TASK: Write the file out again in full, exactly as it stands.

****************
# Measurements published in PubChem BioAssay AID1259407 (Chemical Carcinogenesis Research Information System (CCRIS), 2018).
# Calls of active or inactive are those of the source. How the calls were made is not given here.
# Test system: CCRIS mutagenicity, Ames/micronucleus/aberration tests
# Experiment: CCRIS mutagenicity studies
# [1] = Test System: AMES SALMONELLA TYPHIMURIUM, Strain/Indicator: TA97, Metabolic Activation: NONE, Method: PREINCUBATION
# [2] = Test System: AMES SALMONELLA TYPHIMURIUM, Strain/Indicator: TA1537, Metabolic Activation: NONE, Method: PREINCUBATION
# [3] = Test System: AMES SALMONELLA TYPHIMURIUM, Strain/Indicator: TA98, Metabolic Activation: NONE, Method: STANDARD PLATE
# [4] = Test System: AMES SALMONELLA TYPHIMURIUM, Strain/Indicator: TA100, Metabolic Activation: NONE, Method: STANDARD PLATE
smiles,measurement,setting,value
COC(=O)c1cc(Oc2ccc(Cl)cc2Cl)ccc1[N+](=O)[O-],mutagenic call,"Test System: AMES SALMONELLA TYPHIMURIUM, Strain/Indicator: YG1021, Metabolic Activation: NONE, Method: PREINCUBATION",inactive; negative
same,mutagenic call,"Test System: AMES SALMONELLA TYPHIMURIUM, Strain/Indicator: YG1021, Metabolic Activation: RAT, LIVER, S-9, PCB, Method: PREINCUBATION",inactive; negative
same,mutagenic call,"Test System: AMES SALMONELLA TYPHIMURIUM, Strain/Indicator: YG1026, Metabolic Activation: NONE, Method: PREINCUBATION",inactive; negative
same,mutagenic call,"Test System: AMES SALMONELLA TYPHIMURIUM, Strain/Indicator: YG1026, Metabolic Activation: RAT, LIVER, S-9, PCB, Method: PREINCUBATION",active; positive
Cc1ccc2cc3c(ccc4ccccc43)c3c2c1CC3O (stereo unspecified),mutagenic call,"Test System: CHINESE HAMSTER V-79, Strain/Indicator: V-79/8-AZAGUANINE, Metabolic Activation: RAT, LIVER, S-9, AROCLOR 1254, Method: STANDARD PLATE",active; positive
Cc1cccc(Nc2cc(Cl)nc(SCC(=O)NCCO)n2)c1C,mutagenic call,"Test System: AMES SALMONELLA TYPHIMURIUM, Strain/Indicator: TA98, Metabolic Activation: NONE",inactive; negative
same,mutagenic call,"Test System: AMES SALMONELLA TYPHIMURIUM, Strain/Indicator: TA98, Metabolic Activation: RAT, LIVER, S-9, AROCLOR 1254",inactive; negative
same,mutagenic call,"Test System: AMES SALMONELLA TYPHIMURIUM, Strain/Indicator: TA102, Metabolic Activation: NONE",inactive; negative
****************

# Measurements published in PubChem BioAssay AID1259407 (Chemical Carcinogenesis Research Information System (CCRIS), 2018).
# Calls of active or inactive are those of the source. How the calls were made is not given here.
# Test system: CCRIS mutagenicity, Ames/micronucleus/aberration tests
# Experiment: CCRIS mutagenicity studies
# [1] = Test System: AMES SALMONELLA TYPHIMURIUM, Strain/Indicator: TA97, Metabolic Activation: NONE, Method: PREINCUBATION
# [2] = Test System: AMES SALMONELLA TYPHIMURIUM, Strain/Indicator: TA1537, Metabolic Activation: NONE, Method: PREINCUBATION
# [3] = Test System: AMES SALMONELLA TYPHIMURIUM, Strain/Indicator: TA98, Metabolic Activation: NONE, Method: STANDARD PLATE
# [4] = Test System: AMES SALMONELLA TYPHIMURIUM, Strain/Indicator: TA100, Metabolic Activation: NONE, Method: STANDARD PLATE
smiles,measurement,setting,value
COC(=O)c1cc(Oc2ccc(Cl)cc2Cl)ccc1[N+](=O)[O-],mutagenic call,"Test System: AMES SALMONELLA TYPHIMURIUM, Strain/Indicator: YG1021, Metabolic Activation: NONE, Method: PREINCUBATION",inactive; negative
same,mutagenic call,"Test System: AMES SALMONELLA TYPHIMURIUM, Strain/Indicator: YG1021, Metabolic Activation: RAT, LIVER, S-9, PCB, Method: PREINCUBATION",inactive; negative
same,mutagenic call,"Test System: AMES SALMONELLA TYPHIMURIUM, Strain/Indicator: YG1026, Metabolic Activation: NONE, Method: PREINCUBATION",inactive; negative
same,mutagenic call,"Test System: AMES SALMONELLA TYPHIMURIUM, Strain/Indicator: YG1026, Metabolic Activation: RAT, LIVER, S-9, PCB, Method: PREINCUBATION",active; positive
Cc1ccc2cc3c(ccc4ccccc43)c3c2c1CC3O (stereo unspecified),mutagenic call,"Test System: CHINESE HAMSTER V-79, Strain/Indicator: V-79/8-AZAGUANINE, Metabolic Activation: RAT, LIVER, S-9, AROCLOR 1254, Method: STANDARD PLATE",active; positive
Cc1cccc(Nc2cc(Cl)nc(SCC(=O)NCCO)n2)c1C,mutagenic call,"Test System: AMES SALMONELLA TYPHIMURIUM, Strain/Indicator: TA98, Metabolic Activation: NONE",inactive; negative
same,mutagenic call,"Test System: AMES SALMONELLA TYPHIMURIUM, Strain/Indicator: TA98, Metabolic Activation: RAT, LIVER, S-9, AROCLOR 1254",inactive; negative
same,mutagenic call,"Test System: AMES SALMONELLA TYPHIMURIUM, Strain/Indicator: TA102, Metabolic Activation: NONE",inactive; negative